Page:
As noted earlier, David L. Ganz was the winner of Dennis Tucker's review copy of Whitman's new book, “American Silver Eagles”. Here's his review. Thanks!
Book Review “American Silver Eagles”. Full title:
John M. Mercanti, Chief Engraver U.S. Mint (Ret.) Presents ‘A Guide to the U.S. Bullion Coin Program’ with Michael (“Miles”) Standish, Senior Grader, PCGS, Foreward By Michael Reagan”. Whitman, $29,95, 154 pages, illustrated (color).
This is a book that I wanted to write. Actually, its three different books in one, and while some would think that a detriment I think that it affords not only a great story, but a neat series that is under-collected because the data is simply too hard to find in a single convenient source. Until now.
Michael Reagan, eldest son of the 40th president of the United States (Ronald Reagan), has a foreword to this volume, which is an appreciation of the role that his father played in organized numismatics during his term of office. There have been only two American presidents who issued “National Coin Week” proclamations during their term in office (Nixon was the other one), that celebration conceived by Farran Zerbe and still stage managed by the American Numismatic Association, the largest educational non profit organization of coin collectors in the world. (In my capacity as legislative counsel to the ANA, I worked with the Nixon and Reagan White Houses, as well as the Mint, to get the “National Coin Week” endorsement, and to obtain several personalized Presidential letters honoring national coin week subsequently (they are almost as hard to generate).
One thing that Michael Reagan does not mention in his Foreword, as he comments on gold and silver American bullion coinage, is the role that the ANA had in its development. Then-president Grover C. Criswell, Jr., and I (as legislative counsel) went to Washington in the midst of the 1978 ANA convention to testify before the Senate Banking Committee in favor of the “American Arts Gold Medallions”, the predecessor to the gold American eagles. Later, President Ronald Reagan banned importation of the South African Krugerrand and eventually got behind the American gold eagle in its place.
The role that Ronald Reagan played in reinstituting and revitalizing American commemorative coins remains underappreciated, and Michael Reagan justifiably says with pride that the U.S. commemorative program was revised by it, “and dramatically so.” Oh how right!
The creation in 1985 of the silver eagle (one ounce) and the gold eagle with its ounce and fractionals was a dramatic moment, and this book tells the salient facts and provides the important statistics to pull it all together. Between Miles Standish and John Mercanti, it all pulls together nicely. As I read about the legislative component, I was reminded that I met many of the principals during my four years as Washington Correspondent for Numismatic News and Coins Magazine, but this offers analysis from a different perspective – from the Engraver inside the Mint (John Mercanti) who designed the silver eagle’s reverse. The obverse utilizes a look-alike version to the Adolph A. Weinman’s Walking Liberty half dollar.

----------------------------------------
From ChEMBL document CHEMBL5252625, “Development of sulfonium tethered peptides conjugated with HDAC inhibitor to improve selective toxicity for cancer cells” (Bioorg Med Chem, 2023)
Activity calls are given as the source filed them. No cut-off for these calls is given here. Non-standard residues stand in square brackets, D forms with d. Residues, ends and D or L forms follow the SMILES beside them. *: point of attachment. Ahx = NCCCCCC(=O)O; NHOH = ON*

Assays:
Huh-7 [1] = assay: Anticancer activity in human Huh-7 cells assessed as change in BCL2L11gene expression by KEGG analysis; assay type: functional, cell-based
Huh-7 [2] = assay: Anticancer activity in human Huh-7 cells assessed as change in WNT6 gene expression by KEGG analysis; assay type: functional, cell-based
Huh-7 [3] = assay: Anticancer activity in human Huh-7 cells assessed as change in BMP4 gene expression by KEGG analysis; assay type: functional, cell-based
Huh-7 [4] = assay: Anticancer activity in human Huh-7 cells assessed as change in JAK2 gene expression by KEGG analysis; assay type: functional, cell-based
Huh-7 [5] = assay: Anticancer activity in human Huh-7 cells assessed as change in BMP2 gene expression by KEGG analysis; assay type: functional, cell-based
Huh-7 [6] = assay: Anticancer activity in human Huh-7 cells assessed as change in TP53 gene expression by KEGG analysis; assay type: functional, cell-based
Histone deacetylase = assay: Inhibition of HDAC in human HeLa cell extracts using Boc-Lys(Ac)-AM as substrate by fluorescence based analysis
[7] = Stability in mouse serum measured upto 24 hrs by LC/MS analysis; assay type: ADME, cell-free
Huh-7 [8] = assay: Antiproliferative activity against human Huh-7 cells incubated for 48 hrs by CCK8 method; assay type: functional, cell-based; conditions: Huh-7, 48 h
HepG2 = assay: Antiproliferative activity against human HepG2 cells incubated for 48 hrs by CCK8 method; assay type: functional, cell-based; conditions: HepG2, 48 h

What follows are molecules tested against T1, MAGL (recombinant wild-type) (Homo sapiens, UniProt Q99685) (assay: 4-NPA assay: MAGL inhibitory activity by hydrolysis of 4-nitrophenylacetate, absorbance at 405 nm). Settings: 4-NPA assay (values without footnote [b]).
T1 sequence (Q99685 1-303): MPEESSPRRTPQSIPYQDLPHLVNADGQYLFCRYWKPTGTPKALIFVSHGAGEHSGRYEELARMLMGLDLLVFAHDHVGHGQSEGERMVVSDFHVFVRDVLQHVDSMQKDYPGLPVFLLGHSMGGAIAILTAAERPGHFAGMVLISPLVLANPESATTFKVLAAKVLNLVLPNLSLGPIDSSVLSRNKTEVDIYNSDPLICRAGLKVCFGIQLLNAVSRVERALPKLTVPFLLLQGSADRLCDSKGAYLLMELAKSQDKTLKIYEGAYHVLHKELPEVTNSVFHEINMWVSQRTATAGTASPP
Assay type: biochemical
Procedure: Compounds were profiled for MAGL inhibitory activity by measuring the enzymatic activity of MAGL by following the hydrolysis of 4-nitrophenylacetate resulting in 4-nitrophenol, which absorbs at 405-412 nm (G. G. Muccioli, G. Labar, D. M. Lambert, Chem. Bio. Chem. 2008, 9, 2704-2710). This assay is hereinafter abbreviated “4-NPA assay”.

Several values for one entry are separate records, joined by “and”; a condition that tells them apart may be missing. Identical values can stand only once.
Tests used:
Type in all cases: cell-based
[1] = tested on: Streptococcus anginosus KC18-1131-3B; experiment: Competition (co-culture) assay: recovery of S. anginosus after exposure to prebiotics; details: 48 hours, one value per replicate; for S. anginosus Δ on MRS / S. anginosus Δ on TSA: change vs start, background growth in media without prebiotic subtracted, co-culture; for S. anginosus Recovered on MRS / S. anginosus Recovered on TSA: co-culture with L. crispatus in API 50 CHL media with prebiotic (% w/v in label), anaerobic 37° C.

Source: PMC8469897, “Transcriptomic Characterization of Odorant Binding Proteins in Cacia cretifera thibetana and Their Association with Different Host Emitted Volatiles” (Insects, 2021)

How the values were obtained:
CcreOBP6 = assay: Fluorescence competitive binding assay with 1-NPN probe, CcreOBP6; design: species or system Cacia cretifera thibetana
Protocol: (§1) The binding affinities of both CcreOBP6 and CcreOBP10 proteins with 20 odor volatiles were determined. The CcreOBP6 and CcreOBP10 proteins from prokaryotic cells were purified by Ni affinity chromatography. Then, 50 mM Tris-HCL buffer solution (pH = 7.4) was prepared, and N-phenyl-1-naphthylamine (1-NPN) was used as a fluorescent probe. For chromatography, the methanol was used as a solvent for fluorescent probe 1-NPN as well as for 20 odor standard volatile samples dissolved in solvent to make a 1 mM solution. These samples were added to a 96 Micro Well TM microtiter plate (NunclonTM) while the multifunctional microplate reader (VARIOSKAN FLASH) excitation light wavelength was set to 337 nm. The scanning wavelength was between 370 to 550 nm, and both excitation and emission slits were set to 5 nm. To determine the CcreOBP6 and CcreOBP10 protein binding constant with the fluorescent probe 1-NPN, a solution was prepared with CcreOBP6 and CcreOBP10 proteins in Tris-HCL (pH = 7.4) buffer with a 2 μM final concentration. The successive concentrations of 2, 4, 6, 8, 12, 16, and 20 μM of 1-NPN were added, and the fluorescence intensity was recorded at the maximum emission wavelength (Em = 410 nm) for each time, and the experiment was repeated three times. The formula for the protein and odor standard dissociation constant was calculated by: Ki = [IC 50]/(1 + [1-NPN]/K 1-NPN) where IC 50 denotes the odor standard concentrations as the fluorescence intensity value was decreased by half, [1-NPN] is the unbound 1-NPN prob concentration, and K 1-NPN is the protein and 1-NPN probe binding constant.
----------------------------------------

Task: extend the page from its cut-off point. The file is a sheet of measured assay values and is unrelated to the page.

It also tells the story of how my dear friend, Frank Gasparro, while chief engraver, became Mercanti’s mentor.
Miles Standish provides the statistical backdrop, the number of PCGS certified coins by condition for each date (there are actually some that are graded less than proof-65 or MS-65 – but also a lot of MS69, MS70 and proof coin counterweights. He also shows their value. And if you ever wondered why grading is so important, take a look at the gap in prices for some of these coins as proof-69 and the ethereal 70. The 1999-P proof silver eagle (9 less than proof-65 were certified, 4,589 were made as proof-69 and 444 weigh in as proof-70. (That’s about 8% of the total certified grade). The proof $69 is an $80 coin; proof $70 is $400, or five times more.
Okay. Then consider the bullion strike of 2000, mintage 9.2 million. 26 are graded by PCGS as below MS65. At MS-68 (1,950 pieces) it’s a $35 coin, with 5,433 pieces the MS-69 makes it $53, and the single MS-70 is $3,850.
There’s an appendix to the book which has all of the statistics, mintages and number of certified (by grade) coins in tabular form, and it is invaluable; if you collect this series, or want to, the book is a must for that alone. But the second appendix (“B”) which lists and becomes an “Illustrated Catalog of John Mercanti’s Numismatic Work” ought to be made into its own volume. Its impressive, and so is his style of medallic art and also coins.
He took Jim Peed’s graphic concept of Olympic torchbearers and made it come to life on a $10 eagle planchet. The conjugate of Eisenhower (citizen-soldier) is memorable and classy. One of my favorites is the 1994 Vietnam Veterans Memorial silver dollar, which is almost as awe inspiring in metal as it is to see in person.
Sweeping vistas found on the 1991 Mount Rushmore golden anniversary $5 gold piece, with the eagle’s swoop, remain exquisite, vibrant, vital – and remind me the depth that Mercanti added to the Mint’s engraving department.
All this, a small glossary and an index, too. This is a book that belongs in your library. Grade it MS-66 plus.
To read the earlier E-Sylum article, see:
NEW BOOK: AMERICAN SILVER EAGLES: A GUIDE TO THE U.S. BULLION COIN PROGRAM
Wayne Homren, Editor
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